Tellurite And Fluorotellurite Glasses For Active And Passive Fibreoptic Waveguides

O'Donnell, Matthew David (2004) Tellurite And Fluorotellurite Glasses For Active And Passive Fibreoptic Waveguides. PhD thesis, University of Nottingham.

[img]
Preview
PDF - Requires a PDF viewer such as GSview, Xpdf or Adobe Acrobat Reader
Download (45MB) | Preview

Abstract

Glasses systems based on TeO2-ZnO-Na2O (TZN), TeO2-WO3, and TeO2-Na2O-ZnF2 are reported here, with a number of other components added (PbO, GeO2, Nb2O5, Bi2O3, Er2O3, Yb2O3, PbF2, and ErF3).

Glass formation was shown for the first time, to this author's knowledge, in the ternary system (90-x)TeO2-10Na2O-xZnF2 for x = 5 to 30 mol. %. Glass stability (Tx-Tg) was found to increase with ZnF2 addition, reaching a plateau of around 161oC at x = 25 mol. %. This could be due to competition of various phases to crystallise (NaZnF3 and Zn2Te3O8) as the eutectic is approached, with fluoride addition. These glasses are the most stable ZnF2 containing tellurite compositions reported to date, to the author's knowledge.

As-received ZnF2 batch material was shown to contain a significant proportion of Zn(OH)F, identified by XRD. The as-received ZnF2 was fluorinated with (NH4)HF2, which produced a substantially more phase pure powder, with oxygen levels reduced from around 13.2 to 3.1 at. % from XPS spectra. By calculation from the O1s XPS peaks, the proportion of Zn(OH)F was reduced in the powders from 39.7 to 9.4 mol. %.

A number of absorption bands in the infrared were identified by FTIR for the TeO2 -ZnO-Na2O glasses due to intrinsic lattice vibrations (visible in a 0.2 mm sample), and extrinsic impurity absorption, including: free OH (around 3.0 microns, 3300 cm-1), weakly hydrogen-bonded OH (around 3.3 microns, 3060 cm-1), and strongly hydrogen-bonded OH (around 4.8 microns, 2090 cm-1).

For the series (90-x)TeO2-10Na2O-xZnF2, mol. %, x = 5 to 30 mol. % melted for 2 hours as bulk glasses, OH bands at 2900 cm-1 were reduced in intensity with ZnF2 addition due to self drying of the melt, from around 0.12 cm-1 (120 dB.m-1) for x = 5 mol. %, to around 0.02 cm-1 (20 dB.m-1) for x > 15 mol. %. Melting time also had a significant effect on drying of this series, with the loss at 2900 cm-1 reduced by two orders of magnitude when increased from 1 hour (around 705 cm-1, 705 dB.m-1) to 2 hours (0.01 cm-1, 10 dB.m-1). Refractive index of the series (90-x)TeO2-10Na2O-xZnF2, mol. %, x = 5 to 30 mol. % decreased linearly with ZnF2 addition, from 2.02 (x = 5 mol. %) to 1.85 (x = 30 mol. %), as the fluoride and zinc are less polarisable than oxygen and tellurium.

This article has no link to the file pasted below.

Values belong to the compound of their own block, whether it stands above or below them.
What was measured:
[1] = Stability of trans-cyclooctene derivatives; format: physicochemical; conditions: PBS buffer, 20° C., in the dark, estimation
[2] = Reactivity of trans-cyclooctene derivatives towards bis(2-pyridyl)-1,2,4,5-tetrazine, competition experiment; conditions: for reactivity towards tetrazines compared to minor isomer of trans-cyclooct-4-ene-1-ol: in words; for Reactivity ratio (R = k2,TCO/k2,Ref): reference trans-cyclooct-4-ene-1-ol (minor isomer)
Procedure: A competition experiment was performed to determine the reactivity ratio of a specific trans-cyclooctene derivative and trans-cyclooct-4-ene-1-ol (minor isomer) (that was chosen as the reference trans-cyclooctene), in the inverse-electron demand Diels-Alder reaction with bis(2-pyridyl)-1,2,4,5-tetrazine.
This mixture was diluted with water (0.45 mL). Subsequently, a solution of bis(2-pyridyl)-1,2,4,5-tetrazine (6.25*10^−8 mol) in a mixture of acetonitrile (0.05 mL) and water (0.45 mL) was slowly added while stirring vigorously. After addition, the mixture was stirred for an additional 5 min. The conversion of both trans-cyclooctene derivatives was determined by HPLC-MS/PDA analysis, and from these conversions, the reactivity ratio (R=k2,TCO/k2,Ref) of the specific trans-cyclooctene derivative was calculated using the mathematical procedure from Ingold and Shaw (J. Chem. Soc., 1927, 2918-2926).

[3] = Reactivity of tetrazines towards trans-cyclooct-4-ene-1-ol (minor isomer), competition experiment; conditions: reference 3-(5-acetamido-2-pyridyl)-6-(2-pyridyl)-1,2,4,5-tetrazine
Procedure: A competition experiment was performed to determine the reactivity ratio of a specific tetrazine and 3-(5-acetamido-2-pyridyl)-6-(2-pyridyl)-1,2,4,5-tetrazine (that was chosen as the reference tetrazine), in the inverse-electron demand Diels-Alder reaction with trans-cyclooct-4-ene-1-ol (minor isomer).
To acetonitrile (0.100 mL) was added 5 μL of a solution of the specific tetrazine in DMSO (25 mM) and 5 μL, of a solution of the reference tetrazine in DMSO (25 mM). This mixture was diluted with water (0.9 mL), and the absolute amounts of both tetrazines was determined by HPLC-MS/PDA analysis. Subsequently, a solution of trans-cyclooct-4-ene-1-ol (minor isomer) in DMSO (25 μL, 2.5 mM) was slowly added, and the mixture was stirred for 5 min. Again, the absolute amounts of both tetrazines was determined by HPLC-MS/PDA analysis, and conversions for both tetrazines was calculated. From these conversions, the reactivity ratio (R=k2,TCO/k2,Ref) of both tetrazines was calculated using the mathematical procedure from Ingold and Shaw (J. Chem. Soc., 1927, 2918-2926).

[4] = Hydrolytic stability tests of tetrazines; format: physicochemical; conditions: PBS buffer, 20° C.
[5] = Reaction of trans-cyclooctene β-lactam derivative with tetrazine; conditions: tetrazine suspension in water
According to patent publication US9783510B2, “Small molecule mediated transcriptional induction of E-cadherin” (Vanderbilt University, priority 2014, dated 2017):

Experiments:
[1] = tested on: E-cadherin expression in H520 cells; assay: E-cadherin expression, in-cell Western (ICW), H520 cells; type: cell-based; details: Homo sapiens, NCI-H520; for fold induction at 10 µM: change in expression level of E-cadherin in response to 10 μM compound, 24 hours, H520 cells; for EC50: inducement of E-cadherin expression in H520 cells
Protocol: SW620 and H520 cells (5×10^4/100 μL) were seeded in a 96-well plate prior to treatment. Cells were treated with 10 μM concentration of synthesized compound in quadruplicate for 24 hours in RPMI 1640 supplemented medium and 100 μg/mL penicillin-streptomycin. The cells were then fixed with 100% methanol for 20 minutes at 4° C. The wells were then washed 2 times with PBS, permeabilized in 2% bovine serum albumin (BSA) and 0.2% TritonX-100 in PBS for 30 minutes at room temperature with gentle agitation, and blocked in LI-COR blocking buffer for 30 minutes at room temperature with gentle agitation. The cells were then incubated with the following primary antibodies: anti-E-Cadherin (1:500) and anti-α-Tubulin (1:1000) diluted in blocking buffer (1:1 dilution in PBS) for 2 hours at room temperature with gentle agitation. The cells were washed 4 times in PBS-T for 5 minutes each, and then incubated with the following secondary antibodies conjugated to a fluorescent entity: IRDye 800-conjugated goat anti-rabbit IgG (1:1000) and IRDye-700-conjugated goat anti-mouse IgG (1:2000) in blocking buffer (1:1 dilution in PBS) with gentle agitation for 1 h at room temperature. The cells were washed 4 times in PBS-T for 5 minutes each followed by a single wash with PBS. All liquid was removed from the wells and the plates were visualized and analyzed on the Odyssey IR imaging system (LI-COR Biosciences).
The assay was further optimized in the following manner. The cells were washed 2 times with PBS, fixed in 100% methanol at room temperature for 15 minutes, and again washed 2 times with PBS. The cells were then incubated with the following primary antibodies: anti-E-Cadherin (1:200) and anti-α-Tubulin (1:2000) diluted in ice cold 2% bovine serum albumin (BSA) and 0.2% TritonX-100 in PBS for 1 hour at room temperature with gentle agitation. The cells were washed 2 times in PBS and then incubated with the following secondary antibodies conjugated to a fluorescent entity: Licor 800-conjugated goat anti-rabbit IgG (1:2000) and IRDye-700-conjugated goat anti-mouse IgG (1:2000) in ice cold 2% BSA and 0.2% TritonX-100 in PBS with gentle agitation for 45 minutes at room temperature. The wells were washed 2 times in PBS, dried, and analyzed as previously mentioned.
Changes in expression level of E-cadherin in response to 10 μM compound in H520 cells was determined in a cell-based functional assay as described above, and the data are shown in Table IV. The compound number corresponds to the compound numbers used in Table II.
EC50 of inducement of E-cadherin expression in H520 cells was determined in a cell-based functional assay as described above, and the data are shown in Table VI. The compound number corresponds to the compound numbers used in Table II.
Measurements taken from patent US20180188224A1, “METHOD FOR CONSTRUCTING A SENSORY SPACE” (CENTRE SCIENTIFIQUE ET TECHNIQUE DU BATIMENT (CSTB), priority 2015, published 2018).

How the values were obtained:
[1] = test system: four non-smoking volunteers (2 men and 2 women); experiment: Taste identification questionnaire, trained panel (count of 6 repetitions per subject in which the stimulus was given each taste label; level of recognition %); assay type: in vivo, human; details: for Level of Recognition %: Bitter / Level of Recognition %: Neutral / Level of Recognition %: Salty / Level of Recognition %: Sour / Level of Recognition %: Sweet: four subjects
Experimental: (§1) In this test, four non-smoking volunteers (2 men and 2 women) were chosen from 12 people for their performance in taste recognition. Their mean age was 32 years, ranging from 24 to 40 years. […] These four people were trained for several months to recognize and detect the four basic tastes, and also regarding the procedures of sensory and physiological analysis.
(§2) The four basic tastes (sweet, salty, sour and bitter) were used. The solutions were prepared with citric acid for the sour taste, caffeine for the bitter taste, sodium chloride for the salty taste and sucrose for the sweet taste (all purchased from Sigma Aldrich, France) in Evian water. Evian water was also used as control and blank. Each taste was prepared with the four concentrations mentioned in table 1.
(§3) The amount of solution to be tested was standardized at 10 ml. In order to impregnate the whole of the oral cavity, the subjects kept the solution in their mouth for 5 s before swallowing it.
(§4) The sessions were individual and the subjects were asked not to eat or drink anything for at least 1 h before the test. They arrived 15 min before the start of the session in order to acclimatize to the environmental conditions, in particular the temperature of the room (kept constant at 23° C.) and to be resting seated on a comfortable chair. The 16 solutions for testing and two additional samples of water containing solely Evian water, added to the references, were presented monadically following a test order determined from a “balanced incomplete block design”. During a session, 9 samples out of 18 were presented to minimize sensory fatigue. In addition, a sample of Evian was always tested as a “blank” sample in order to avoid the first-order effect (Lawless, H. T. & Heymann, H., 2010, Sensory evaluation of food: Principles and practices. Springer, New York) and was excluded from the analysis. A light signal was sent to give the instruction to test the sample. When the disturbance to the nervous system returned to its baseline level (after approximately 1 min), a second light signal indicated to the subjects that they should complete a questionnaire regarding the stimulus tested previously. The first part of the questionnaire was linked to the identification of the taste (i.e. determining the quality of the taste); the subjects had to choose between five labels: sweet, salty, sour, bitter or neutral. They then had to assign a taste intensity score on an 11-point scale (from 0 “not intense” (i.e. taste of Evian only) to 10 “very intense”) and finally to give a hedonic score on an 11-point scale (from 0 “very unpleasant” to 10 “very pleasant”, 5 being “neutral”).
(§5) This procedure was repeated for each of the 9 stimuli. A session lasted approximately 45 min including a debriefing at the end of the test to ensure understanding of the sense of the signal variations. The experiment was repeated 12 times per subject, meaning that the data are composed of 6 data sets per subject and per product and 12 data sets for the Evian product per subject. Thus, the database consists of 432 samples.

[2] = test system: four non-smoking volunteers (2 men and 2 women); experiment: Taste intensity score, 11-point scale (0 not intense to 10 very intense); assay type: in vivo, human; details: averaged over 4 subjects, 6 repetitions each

Cohen-Grest viscosity modelling was used to predict the fibre drawing temperature (around 330oC, corresponding to a viscosity of 10^4.5 Pa.s), and fragility of the fluorotellurite core / clad pair (20 / 25 mol. % ZnF2), occurring at least 60oC < Tx. Fragility of these glasses was predicted to lie between oxide tellurite glasses (stronger) and fluorozirconate glasses (more fragile).

Increasing melting time and fluorination resulted in a significant decrease in OH bands in the 700 nm to 2.5 micron region for unstructured 70TeO2-10Na2O-20ZnF2 mol. % fibre, from around 40 to 4 dB.m-1 at 2.5 microns as melting time was increased from 3 to 10 hours. Fibre optical loss for the 10 hour melt was relatively flat (around 5 dB.m-1) over the entire 700 nm to 2.5 micron region.

Item Type: Thesis (University of Nottingham only) (PhD)
Supervisors: Seddon, Angela
Keywords: Tellurite, optical fibre, drawing, fibreoptics, glass, glasses, glass-ceramic, EDFA, WDM, FTIR, DTA, XRD, DSC, TMA, XPS, SEM, ESEM, ellipsometry, waveguide, infrared, fluoride, fluorotellurite, FTIR, fluorination, viscosity, HMO, crystallisation, laser, volatilisation, OH, hydroxyl, chemical and environmental durability, ion exchange, loss, attenuation, Raman, scattering, phonon, non-linear, FOG, multiphonon, Urbach, IR, UV, dispersion, erbium
Subjects: T Technology > TA Engineering (General). Civil engineering (General) > TA1501 Applied optics. Phonics
Faculties/Schools: UK Campuses > Faculty of Engineering > Department of Mechanical, Materials and Manufacturing Engineering
Item ID: 10089
Depositing User: EP, Services
Date Deposited: 10 Feb 2005
Last Modified: 13 Sep 2016 21:09
URI: http://eprints.nottingham.ac.uk/id/eprint/10089

Actions (Archive Staff Only)

Edit View Edit View